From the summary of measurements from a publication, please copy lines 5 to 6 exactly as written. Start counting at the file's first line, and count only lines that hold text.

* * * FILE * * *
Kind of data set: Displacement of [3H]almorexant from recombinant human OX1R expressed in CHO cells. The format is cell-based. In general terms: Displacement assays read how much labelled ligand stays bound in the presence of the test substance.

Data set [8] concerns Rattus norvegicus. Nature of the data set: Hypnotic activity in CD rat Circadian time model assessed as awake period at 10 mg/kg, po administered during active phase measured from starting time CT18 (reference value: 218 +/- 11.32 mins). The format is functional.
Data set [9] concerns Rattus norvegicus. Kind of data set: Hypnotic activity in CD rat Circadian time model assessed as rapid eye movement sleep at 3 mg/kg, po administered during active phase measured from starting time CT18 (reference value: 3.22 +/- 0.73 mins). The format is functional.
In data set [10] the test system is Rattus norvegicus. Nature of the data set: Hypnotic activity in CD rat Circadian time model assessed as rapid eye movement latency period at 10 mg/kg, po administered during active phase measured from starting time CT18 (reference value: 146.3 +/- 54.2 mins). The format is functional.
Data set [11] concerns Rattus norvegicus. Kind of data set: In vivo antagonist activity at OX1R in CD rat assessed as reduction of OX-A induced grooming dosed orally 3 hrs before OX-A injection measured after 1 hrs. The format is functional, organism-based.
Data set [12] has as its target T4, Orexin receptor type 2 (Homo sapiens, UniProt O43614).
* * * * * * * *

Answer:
Data set [11] concerns Rattus norvegicus. Kind of data set: In vivo antagonist activity at OX1R in CD rat assessed as reduction of OX-A induced grooming dosed orally 3 hrs before OX-A injection measured after 1 hrs. The format is functional, organism-based.
Data set [12] has as its target T4, Orexin receptor type 2 (Homo sapiens, UniProt O43614).